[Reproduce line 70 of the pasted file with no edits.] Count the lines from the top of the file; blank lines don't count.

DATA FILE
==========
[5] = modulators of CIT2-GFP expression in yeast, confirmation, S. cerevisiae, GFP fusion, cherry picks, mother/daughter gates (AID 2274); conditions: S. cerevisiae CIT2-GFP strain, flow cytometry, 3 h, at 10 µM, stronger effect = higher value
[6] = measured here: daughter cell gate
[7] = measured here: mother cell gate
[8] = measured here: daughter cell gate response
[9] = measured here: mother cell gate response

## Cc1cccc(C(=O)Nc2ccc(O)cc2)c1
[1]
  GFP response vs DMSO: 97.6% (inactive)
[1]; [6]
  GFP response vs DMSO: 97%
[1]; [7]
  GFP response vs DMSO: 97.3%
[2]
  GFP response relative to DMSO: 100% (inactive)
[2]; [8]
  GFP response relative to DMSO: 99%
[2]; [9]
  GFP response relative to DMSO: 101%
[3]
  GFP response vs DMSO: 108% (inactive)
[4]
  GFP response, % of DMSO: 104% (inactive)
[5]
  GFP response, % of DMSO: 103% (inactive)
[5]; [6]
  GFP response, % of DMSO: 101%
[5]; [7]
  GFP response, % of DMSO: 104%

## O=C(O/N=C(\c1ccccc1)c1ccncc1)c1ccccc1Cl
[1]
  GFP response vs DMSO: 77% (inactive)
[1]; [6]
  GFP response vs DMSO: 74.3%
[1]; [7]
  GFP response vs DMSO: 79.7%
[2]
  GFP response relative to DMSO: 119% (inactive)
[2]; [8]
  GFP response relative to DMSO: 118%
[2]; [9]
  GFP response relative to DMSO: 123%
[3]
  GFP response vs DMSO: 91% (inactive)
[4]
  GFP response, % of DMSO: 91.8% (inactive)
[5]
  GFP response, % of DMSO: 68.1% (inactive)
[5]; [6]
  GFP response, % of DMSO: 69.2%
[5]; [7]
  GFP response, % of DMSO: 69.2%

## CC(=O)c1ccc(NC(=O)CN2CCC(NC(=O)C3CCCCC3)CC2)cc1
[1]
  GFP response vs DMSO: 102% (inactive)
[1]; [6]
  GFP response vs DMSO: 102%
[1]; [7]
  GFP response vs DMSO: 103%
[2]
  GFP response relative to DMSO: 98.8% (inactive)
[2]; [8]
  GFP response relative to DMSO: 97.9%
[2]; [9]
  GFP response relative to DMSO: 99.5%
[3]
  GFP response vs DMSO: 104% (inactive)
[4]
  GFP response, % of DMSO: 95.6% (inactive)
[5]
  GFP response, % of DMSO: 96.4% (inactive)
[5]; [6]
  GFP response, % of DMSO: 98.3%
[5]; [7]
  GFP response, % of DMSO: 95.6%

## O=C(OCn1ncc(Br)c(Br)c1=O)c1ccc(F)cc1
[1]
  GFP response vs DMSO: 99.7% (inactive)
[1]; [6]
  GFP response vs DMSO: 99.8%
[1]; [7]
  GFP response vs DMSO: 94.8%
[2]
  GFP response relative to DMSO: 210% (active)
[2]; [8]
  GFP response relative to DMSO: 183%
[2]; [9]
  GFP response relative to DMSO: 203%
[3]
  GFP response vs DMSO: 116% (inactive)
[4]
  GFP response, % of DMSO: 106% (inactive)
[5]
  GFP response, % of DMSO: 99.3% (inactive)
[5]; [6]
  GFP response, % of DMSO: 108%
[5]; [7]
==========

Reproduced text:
  GFP response, % of DMSO: 96.4% (inactive)